Employment Growth in the Region Cools
The recently released January employment data for the Pittsburgh metropolitan statistical area (MSA) were not very encouraging. After a reasonably strong 2011 and first half of 2012, data from the region’s employers show quite a slowdown in job additions for the latter half of 2012 with 2013 starting off just as sluggish.
Household data seems to confirm the slowing, as the area’s unemployment rate increased more than one-half of a percentage point from the same time last year. There was positive news in the form of a 2.5 percent jump in the labor force since January 2013 perhaps signaling more confidence among job seekers that the region has plenty of jobs to be filled. But is this confidence warranted?
The employer payroll survey (which reports data unadjusted for seasonality) shows the MSA adding ten thousand total private jobs in January 2013 over the January 2012 level-a modest one percent increase. By comparison January 2012 had 21,300 more jobs than its year earlier level which, in turn, had more than 24,500 jobs above the January 2010 reading. By looking at the levels compared to twelve months earlier, any seasonal effects are eliminated. As mentioned, the growth in total private jobs was much stronger in 2011 and the beginning of 2012. On average, the 2011 monthly year over year gains to total private jobs was 23,100. The first half of 2012 averaged 22,100 more jobs compared to a year before, while the second half average fell to less than 13,200. Nonetheless, despite the reduction by half in the rate of employment growth, it is a moderately positive sign that no month in the last two years had decreases in private sector jobs.
As was pointed out in previous Briefs, the Pittsburgh MSA has a major advantage created by the presence of the Marcellus Shale formation and is benefitting from a gas drilling boom. The number of jobs in the mining and logging sector surged in 2011 rising year over year by an average of 28 percent. In the first quarter of 2012 the growth continued to top 22 percent before falling below 20 percent in April and then below nine percent from September through the close of the year. This coincides with the fall in the average annual price of natural gas (as calculated for the State’s well impact fee) as it went from an average of just over $4.00/million BTUs in 2011 before falling to $2.79 in 2012-a decrease of 30 percent. As the price falls, fewer wells will be drilled and growth will slow. Even though it is very early in 2013, the average annual price has crept up to $3.40 and perhaps drilling activity may start to pick up. Another possibility to consider is that perhaps the pace of drilling new wells has already reached its apex in the region and additional drilling will be at a somewhat slower pace going forward.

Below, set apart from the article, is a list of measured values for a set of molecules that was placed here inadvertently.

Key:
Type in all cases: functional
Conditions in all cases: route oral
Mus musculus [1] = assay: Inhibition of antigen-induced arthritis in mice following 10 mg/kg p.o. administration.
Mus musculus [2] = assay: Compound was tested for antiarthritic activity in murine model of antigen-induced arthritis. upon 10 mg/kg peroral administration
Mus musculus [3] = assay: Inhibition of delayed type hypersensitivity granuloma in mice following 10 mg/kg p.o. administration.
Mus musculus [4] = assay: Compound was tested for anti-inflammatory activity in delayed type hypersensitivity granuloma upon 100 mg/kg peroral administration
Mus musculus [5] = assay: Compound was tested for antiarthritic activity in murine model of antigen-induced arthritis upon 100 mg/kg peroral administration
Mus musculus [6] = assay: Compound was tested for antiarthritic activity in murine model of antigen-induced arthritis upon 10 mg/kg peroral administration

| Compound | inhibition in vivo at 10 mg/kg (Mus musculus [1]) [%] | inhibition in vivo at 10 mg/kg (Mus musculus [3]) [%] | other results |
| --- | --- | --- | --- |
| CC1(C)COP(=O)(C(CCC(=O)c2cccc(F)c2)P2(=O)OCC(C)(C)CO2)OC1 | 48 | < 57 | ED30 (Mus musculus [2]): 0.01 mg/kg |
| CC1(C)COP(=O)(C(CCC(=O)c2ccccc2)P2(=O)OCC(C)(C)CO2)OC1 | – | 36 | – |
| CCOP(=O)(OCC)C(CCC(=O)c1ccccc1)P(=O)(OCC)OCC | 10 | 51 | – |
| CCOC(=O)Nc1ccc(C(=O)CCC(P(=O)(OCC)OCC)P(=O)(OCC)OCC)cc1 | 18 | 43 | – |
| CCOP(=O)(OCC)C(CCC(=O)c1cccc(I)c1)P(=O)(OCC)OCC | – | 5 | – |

Other industries related to natural gas drilling seemed to follow suit, most specifically manufacturing and construction. After years of decline, the manufacturing sector started to see positive year over year gains beginning in the second half of 2010. While these gains were slight, anywhere from one to two percent from late 2010 through mid-2012, they turned negative in December 2012 and again in January 2013. The construction sector followed a similar pattern of strong growth at the end of 2011 and through the first half of 2012 before weakening in the latter months of 2012 before posting a loss in January 2013.
But these are relatively small sectors in the MSA and their slowdown cost the region around 2,500 jobs which is just a quarter of the cool down in the jobs market. Marcellus Shale exploration and drilling propped up the region’s economy during the national recession and subsequent sluggish recovery, but it may be settling into more sustainable levels of activity.
Another sector that showed considerable slowing includes professional and business services. This sector averaged a 7,700 monthly year over year increase to jobs for 2011. That figure dropped to 5,200 in 2012 due to much slower gains in late 2012-the final quarter average was only 2,400. While January 2013 had a year over year increase of 3,700, the torrid pace of 2011 through the first half of 2012 has not been sustained.
So where is the good news?
Keep in mind that the area gained more than 10,000 total private jobs year over year in January 2013 to settle in at more than 1.02 million-the highest January total since at least 1990 (as far back as the data go). While the fast pace set coming out of the recession may have cooled off, the region is still moving forward. And as we showed in a previous Policy Brief (Volume 13, Number 2) other sectors such as professional and technical services are emerging with substantial gains. Likewise, the region’s healthcare subsector continues to grow albeit at a slower pace. Notwithstanding the moderately good performance of late, the region’s leaders cannot rest as there is plenty of work to be done to make the area more inviting to employers.